More on: Hostile or Adverse Witnesses

A party to an arbitration hearing may experience a “hostile/adverse witness” dilemma.

A hostile witness is a witness who acts towards the party for whom they are testifying, in a manner which is inconsistent with their earlier preparatory preparation. A hostile witness may also be a witness who is antagonistic towards the party for whom they are testifying.

When faced with a hostile witness who gives a different account of events to that which he had previously given, a party may elect to request of the arbitrator that the witness be declared “hostile”. The benefit of a witness being declared hostile is that the representative is then entitled to cross-examine their own (hostile) witness.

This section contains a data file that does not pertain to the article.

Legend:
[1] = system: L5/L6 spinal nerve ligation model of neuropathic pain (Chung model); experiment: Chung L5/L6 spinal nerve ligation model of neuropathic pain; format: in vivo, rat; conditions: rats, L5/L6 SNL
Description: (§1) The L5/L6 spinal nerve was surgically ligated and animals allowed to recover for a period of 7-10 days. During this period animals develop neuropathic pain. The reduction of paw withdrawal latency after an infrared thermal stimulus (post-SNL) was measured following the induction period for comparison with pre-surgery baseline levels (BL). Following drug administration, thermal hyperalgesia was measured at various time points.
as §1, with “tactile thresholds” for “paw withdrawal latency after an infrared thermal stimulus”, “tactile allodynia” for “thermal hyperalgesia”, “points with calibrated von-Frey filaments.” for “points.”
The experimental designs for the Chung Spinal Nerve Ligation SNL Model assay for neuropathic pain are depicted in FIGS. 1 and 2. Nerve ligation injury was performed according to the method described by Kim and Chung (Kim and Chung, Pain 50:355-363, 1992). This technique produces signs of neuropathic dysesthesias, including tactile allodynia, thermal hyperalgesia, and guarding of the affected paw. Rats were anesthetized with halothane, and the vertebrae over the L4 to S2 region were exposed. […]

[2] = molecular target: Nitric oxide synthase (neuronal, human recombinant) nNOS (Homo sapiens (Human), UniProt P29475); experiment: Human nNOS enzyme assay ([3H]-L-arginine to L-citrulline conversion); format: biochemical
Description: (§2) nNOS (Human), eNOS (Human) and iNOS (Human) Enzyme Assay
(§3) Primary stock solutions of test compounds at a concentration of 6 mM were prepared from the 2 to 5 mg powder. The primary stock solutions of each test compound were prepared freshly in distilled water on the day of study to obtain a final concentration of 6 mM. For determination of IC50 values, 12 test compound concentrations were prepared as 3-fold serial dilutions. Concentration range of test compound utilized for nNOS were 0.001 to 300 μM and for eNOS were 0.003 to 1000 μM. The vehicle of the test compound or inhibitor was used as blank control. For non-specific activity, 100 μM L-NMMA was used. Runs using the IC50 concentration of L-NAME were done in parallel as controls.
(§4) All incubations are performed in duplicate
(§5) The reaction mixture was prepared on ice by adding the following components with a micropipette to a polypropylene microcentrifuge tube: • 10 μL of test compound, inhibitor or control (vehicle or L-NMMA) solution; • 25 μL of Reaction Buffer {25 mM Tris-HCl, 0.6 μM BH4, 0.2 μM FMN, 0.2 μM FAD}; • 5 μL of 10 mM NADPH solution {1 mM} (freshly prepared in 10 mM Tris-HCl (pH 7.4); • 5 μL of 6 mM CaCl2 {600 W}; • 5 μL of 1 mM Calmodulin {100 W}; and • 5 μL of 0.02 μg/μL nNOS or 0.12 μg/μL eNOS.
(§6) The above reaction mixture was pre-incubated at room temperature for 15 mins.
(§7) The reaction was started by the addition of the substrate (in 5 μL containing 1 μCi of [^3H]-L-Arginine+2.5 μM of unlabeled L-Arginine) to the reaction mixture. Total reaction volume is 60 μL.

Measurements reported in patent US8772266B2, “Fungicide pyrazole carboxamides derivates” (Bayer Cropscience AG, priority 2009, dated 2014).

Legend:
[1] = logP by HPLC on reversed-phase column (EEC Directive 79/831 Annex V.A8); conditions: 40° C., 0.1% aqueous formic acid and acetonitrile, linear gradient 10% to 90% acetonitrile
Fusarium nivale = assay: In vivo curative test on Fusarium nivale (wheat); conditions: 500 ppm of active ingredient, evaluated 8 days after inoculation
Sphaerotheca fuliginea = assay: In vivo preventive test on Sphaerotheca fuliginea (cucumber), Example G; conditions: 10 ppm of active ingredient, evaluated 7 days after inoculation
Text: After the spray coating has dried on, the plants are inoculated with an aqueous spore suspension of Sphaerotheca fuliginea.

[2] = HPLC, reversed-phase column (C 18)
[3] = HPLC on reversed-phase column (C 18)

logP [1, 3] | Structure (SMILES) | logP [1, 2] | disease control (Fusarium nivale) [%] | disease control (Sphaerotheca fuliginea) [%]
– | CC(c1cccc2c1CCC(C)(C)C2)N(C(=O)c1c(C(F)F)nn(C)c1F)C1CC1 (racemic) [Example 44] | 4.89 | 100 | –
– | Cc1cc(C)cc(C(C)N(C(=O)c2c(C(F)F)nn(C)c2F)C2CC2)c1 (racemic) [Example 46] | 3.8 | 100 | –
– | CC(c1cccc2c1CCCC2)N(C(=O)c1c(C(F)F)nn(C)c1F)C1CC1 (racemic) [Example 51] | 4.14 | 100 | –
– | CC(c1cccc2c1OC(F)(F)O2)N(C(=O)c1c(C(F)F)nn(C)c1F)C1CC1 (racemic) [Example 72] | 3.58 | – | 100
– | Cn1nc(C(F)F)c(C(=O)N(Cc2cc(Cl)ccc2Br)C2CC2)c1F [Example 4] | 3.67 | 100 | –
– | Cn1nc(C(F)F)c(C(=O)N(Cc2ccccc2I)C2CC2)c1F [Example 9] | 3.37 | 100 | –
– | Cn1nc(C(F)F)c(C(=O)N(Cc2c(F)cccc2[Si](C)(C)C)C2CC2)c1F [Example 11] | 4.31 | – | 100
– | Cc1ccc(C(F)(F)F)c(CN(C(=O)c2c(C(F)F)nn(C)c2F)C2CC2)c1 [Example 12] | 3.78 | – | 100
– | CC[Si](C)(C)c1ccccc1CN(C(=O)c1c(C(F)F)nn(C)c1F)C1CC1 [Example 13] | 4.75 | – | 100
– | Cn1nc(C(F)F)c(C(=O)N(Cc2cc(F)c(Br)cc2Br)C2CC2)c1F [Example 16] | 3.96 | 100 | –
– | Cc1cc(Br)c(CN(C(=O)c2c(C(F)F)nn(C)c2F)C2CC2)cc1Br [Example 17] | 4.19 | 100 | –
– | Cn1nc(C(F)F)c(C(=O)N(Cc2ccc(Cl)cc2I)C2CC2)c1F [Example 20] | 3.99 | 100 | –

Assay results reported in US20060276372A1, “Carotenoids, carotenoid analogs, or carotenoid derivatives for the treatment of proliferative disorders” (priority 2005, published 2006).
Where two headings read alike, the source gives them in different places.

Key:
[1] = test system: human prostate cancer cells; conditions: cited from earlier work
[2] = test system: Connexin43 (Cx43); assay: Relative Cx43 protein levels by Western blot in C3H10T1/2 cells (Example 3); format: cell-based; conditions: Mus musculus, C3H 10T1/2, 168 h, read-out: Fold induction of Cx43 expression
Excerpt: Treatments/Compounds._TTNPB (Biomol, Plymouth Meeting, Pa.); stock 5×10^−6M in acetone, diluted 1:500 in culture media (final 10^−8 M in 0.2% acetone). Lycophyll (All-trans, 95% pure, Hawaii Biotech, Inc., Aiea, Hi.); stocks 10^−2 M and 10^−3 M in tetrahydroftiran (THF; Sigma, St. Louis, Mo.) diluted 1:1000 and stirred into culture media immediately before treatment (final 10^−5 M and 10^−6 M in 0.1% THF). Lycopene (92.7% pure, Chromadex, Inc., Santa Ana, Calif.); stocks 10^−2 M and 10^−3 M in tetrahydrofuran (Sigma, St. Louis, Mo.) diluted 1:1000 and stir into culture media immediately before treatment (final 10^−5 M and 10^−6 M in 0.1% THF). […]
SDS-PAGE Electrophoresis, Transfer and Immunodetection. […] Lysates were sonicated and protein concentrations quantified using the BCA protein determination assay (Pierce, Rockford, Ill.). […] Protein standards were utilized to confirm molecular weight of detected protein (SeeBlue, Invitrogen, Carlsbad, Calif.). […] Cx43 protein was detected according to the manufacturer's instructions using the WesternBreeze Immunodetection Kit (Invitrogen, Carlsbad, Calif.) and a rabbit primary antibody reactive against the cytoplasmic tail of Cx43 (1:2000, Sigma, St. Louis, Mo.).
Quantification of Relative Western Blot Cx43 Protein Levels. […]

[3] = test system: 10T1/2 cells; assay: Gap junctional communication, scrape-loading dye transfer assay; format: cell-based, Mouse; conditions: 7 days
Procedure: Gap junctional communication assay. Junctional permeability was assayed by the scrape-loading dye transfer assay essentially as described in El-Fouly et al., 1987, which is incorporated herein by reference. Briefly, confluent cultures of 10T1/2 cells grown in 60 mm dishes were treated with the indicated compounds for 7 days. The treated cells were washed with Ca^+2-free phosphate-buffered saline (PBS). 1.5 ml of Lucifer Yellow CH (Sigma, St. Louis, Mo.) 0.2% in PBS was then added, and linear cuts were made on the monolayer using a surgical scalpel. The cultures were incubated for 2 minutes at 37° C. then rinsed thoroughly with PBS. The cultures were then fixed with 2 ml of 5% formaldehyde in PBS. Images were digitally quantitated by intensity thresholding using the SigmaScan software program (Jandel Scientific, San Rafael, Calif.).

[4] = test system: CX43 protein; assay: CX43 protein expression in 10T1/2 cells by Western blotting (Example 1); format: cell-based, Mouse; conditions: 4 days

Hostile or Adverse Witnesses

“In declaring someone a hostile witness, you are in effect allowing the representative of the party for whom the witness is testifying to cross-examine the witness as if he is now a witness for the opposing party”. The benefits of being in a position to cross-examine a hostile witness are, of course, that leading questions can now be put to such witnesses.

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